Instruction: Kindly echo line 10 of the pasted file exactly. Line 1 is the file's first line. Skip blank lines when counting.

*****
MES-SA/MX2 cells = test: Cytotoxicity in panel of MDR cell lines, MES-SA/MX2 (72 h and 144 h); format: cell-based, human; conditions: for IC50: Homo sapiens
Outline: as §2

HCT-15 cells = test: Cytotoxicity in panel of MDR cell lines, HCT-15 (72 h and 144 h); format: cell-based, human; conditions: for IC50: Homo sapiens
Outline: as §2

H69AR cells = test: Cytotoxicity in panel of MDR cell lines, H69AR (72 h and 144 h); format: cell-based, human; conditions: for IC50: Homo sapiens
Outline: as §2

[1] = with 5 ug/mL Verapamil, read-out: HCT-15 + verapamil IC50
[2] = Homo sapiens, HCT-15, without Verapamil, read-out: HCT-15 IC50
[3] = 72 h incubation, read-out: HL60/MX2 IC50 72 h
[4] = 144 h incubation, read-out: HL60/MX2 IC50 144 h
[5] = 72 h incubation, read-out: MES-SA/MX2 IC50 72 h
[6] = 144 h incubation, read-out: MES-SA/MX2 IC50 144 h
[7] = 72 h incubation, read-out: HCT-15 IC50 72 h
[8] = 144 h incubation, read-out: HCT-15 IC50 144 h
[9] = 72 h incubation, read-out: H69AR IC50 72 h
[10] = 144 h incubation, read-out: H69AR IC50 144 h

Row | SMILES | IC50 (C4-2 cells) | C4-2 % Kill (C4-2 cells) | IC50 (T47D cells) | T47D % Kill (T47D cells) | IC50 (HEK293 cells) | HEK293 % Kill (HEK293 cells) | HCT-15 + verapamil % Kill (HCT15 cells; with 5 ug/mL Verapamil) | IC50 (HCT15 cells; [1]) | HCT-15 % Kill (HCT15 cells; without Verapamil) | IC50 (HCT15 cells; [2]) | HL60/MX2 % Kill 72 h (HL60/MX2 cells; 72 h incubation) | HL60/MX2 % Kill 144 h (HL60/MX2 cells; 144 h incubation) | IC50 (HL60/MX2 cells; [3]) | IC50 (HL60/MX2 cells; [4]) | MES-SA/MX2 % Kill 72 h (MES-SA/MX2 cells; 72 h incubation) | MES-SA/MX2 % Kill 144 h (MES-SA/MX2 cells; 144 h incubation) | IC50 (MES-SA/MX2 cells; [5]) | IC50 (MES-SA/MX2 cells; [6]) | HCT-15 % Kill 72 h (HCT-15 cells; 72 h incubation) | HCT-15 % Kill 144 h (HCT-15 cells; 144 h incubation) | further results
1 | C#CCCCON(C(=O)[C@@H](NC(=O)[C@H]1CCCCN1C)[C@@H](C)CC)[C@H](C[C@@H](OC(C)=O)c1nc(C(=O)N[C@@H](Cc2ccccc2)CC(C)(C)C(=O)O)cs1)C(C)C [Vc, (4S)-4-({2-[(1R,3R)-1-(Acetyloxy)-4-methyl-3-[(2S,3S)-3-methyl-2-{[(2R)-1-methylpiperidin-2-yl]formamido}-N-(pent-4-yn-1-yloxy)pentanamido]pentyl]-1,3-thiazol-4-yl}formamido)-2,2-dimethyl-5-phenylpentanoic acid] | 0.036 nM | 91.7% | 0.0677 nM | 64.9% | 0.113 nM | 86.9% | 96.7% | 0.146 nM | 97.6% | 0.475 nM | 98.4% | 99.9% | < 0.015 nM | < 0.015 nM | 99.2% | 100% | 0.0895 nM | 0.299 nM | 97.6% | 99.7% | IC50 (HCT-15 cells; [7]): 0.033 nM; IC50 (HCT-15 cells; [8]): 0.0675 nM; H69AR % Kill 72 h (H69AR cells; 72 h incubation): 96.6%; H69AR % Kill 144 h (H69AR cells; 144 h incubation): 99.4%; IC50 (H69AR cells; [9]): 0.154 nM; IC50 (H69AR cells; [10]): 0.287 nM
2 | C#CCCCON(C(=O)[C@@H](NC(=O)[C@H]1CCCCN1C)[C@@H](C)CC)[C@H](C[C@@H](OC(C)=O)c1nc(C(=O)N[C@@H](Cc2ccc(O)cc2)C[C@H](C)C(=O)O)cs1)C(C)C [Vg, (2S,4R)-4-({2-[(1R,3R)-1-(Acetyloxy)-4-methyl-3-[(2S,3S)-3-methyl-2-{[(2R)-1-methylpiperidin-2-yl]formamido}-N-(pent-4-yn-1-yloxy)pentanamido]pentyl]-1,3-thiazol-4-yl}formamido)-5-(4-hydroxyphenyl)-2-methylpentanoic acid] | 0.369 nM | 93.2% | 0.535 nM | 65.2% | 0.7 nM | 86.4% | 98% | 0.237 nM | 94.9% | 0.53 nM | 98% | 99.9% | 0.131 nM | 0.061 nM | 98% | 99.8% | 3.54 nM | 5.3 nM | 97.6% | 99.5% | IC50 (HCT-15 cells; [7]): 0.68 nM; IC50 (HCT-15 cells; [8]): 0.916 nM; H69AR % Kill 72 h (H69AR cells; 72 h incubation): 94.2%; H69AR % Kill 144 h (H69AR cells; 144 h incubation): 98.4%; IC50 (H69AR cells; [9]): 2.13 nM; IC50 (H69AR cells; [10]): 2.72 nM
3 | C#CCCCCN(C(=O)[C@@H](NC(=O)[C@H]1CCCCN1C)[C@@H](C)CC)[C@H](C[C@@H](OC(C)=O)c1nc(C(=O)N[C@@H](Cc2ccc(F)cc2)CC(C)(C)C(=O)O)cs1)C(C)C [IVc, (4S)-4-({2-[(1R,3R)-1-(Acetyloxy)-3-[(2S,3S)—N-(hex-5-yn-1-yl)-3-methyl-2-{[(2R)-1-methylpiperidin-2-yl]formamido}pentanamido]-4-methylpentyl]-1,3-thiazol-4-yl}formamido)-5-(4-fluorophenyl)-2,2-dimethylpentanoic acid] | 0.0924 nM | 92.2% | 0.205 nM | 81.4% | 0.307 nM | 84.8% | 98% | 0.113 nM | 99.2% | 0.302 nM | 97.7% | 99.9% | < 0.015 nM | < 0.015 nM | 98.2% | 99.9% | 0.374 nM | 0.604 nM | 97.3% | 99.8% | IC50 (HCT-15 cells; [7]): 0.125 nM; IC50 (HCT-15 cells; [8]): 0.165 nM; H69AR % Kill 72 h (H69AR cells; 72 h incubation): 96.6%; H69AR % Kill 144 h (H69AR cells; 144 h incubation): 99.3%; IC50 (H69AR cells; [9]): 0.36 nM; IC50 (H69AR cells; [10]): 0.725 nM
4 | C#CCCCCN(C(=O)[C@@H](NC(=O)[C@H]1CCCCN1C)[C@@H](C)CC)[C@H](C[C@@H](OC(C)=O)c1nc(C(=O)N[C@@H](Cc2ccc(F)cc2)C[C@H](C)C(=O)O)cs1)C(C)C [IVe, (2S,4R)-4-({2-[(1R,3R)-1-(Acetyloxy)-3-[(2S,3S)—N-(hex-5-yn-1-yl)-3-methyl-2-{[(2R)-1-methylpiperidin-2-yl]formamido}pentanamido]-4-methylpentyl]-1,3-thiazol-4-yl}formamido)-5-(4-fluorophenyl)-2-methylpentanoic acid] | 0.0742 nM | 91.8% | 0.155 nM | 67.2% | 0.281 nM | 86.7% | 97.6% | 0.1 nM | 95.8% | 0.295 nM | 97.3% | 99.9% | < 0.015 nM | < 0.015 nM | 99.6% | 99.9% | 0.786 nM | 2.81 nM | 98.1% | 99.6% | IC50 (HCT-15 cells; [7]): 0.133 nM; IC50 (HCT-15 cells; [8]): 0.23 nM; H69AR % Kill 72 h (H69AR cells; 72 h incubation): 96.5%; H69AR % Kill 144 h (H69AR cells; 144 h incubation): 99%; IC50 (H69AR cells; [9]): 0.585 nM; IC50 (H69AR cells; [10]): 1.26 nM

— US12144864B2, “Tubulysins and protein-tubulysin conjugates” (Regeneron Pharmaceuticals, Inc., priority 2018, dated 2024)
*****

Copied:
[4] = 144 h incubation, read-out: HL60/MX2 IC50 144 h